On top of reducing their debts, millennials are also pushed to start saving for retirement as early as possible. The rule of thumb is to start early and the PRS incentive is worth taking advantage of. An extra boost to the allocated amount will help members compound their savings. For those who are not qualified for the incentive, they can still benefit from the RM3,000 tax relief in their next tax filing. By just contributing RM250 a month, it is not at all hard to achieve RM3,000 contribution in a year.
As for PTPTN beneficiaries, best use the discount to help lessen the burden. Again, graduates must pay up as quickly as possible or honour the terms and conditions. Failing to do would lead to being blacklisted – not a good sign if they plan to use credit facilities in the future.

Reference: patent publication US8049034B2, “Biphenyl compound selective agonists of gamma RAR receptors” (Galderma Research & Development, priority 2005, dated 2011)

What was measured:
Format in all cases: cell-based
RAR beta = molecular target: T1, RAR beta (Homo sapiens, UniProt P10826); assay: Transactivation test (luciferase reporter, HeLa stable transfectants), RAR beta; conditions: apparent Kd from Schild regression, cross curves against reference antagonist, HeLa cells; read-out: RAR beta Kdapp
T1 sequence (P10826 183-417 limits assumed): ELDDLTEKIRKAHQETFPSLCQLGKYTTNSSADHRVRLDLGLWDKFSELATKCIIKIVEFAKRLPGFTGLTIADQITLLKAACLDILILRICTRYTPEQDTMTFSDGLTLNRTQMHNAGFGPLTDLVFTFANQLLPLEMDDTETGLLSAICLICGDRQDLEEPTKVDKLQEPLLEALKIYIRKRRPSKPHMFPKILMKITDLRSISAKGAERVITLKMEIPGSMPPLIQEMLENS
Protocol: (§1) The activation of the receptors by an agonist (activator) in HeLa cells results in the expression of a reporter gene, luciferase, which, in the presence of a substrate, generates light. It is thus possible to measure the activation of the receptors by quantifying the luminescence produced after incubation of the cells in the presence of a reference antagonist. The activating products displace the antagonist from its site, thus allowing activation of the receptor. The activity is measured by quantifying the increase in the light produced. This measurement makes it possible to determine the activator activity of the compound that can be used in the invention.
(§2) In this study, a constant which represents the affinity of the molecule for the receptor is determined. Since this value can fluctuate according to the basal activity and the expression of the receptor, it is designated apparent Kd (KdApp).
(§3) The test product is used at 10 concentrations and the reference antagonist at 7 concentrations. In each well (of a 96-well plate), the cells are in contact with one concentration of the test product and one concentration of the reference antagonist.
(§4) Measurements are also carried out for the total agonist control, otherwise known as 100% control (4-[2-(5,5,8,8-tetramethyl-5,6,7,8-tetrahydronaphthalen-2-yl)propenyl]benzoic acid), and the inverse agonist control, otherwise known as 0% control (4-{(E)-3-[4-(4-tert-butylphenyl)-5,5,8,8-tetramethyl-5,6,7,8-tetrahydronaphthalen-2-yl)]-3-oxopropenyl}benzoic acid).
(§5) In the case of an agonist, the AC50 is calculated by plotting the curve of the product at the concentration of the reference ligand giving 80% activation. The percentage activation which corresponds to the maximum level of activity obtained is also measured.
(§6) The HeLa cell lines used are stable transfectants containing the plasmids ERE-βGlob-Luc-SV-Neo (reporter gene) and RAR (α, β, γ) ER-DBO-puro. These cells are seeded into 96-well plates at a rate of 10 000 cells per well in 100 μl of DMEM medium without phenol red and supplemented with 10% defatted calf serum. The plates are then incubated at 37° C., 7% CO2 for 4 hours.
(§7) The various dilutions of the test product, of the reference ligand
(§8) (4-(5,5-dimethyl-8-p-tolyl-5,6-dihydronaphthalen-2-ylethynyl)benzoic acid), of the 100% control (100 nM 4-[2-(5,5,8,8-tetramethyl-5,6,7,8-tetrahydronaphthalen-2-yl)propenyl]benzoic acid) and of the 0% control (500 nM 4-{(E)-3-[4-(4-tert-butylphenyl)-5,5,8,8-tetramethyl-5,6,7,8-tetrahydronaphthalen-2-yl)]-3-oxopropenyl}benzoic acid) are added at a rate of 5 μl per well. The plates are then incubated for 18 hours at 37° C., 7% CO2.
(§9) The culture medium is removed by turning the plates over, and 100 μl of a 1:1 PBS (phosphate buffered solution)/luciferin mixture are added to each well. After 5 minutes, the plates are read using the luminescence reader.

Aside from these, the budget does spell out a lifestyle tax relief, where youths can claim up to RM2,500 a month on smartphone/computer purchases, gym memberships and books and newspapers. But that’s about it.
To be fair, the budget does cater for millennials and there are some perks they can reap from it. However it’s not the answer to even those with a healthy credit score and want to, say, get their hands on an affordable house, even if they are good paymasters.
It’s going to be a slightly tough year ahead. Sorry, guys and gals.